How COVID-19 will change travel: Longer immigration queues, health protocols to keep you safe, and more
It's a precarious time for the travel industry. Gone are the days of crowded airports and over-booked flights — empty departure halls and docked aircraft are the new normal as we know it. Some of us may even resort to travelling virtually through our screens, for fear of catching the virus. Since the moment we had to decide if our flights were essential or not, our plans have been in limbo while many airlines and hotels suffered huge losses in the aftermath. However, things have been slowly looking up around the world — with intercountry travel permitted in Malaysia as well as the upcoming announcement of Europe's bans being lifted.
But there's no such thing as being too careful — as what this year has taught us so far. Which is why it's no surprise that airlines and airport personnel are stepping up their precautionary measures to ensure everyone's safety. No one knows exactly when the travel industry is expected to recover from the effects of the pandemic, or when we'll be able to travel like we used to. But one thing is for certain — travel might not be the same, for a while. What we need to do is, yet again adapt to these long-term changes and do our part to be socially responsible. Here's what to expect when we're allowed to fly again.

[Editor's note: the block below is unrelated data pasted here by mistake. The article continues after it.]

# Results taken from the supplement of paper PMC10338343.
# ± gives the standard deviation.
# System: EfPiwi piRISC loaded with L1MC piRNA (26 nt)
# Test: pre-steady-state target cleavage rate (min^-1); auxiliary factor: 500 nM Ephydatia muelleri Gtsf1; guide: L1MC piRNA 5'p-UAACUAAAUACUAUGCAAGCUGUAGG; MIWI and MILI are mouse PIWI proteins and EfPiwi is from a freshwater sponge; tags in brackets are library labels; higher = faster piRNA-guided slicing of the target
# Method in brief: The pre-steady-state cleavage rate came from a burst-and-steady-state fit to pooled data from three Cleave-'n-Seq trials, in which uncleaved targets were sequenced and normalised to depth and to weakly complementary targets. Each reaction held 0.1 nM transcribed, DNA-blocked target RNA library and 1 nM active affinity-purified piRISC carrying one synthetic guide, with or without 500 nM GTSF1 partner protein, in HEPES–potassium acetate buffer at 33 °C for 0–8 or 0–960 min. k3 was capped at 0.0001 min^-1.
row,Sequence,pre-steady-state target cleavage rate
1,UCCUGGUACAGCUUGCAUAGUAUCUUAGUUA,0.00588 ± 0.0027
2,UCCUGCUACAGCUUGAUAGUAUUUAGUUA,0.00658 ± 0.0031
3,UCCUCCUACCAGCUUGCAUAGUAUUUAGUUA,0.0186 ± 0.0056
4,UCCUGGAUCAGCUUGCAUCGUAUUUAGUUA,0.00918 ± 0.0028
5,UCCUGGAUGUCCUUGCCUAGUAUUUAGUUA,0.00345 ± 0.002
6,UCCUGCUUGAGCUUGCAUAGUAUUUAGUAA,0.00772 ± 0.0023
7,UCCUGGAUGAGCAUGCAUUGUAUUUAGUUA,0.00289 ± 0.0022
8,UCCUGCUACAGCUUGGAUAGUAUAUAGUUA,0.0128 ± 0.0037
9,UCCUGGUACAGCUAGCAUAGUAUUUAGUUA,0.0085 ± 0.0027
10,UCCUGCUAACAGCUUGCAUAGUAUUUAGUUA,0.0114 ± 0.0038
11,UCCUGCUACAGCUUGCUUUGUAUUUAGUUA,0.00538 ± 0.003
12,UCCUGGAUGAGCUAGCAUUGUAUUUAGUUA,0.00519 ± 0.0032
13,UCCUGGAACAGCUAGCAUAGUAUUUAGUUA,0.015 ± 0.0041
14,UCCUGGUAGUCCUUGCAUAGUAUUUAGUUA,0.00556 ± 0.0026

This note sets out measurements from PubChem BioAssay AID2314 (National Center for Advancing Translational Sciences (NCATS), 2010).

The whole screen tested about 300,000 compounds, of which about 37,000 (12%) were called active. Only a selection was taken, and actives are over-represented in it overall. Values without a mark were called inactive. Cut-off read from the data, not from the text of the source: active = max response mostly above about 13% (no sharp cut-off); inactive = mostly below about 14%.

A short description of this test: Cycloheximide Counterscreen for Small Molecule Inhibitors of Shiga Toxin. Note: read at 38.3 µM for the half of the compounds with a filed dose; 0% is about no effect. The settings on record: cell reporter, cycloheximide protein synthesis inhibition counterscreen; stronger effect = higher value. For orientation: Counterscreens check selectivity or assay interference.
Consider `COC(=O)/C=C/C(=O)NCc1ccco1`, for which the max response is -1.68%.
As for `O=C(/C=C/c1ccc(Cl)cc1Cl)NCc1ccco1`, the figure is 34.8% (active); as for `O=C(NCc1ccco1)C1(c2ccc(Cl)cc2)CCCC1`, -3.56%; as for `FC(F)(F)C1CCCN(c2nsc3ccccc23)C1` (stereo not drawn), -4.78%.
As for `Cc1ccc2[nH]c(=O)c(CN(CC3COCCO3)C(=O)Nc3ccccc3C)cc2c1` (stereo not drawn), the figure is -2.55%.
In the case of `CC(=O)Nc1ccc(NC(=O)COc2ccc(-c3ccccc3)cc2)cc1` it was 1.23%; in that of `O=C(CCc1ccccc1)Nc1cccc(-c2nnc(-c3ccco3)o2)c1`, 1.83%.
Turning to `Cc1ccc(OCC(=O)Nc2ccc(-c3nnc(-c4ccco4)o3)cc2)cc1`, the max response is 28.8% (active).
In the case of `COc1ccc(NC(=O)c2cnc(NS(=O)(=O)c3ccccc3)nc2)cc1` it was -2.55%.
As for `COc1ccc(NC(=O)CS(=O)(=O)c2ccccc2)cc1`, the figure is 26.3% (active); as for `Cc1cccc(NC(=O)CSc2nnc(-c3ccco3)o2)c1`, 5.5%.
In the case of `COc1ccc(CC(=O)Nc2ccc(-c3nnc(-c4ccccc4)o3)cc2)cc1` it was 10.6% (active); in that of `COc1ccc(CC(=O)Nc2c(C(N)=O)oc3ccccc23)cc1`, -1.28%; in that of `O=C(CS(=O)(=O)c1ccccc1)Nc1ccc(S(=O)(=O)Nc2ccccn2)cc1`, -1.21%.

Bring more than just your passport
There's a possibility that digital passports will be a thing of the near future, but before we get there, it's important that we don't miss out important documents and forms when we're leaving the country. Health declaration forms, immunisation forms, itineraries and more will be requested upon arrival and departure. Temporary visas and other documentation will also be needed while countries shift between closing and opening their borders.
Prepare for longer queues
Temperature screenings will be mandatory, so expect check-in and immigration to get a lot longer. Some countries will also test for infections at their borders upon arrival. With more documentation needed to enter and leave countries, personnel will have to take a longer time to check them. We recommend opting for self check-in before your flight to avoid these queues.
Find other ways to relax in-flight
On top of the health protocols and safety measures in place, such as consistently disinfecting planes, travellers will find that most in-flight services will be suspended for the time being. This includes magazines and reading material as well as alcohol service. The latter is to discourage passengers from removing their masks, which should only happen during meal times. Passengers will have to find other means of leisure and entertainment while on their flight with these new measures in place.
Change the way you pack
If you haven't already seen videos on Youtube and TikTok of people wiping down their airplane seats, know that they're doing it for good reason. Studies have shown that airplane seats are definitely not the cleanest places, so next time you happen to be travelling, remember to bring antibacterial wet wipes and hand sanitiser. Cabin baggage will also be limited due to social distancing measures, so make sure you pack light wherever you go.
The government has reminded its citizens to wear a mask whenever they're out — and this shouldn't change when you're leaving the country. Don on a face mask and be sure not to travel when you feel sick, just to be socially responsible towards other travellers. Planning ahead will also help — make sure you book flexible dates for your trips or look for hotels that have unlimited packages in the case of not being able to fly.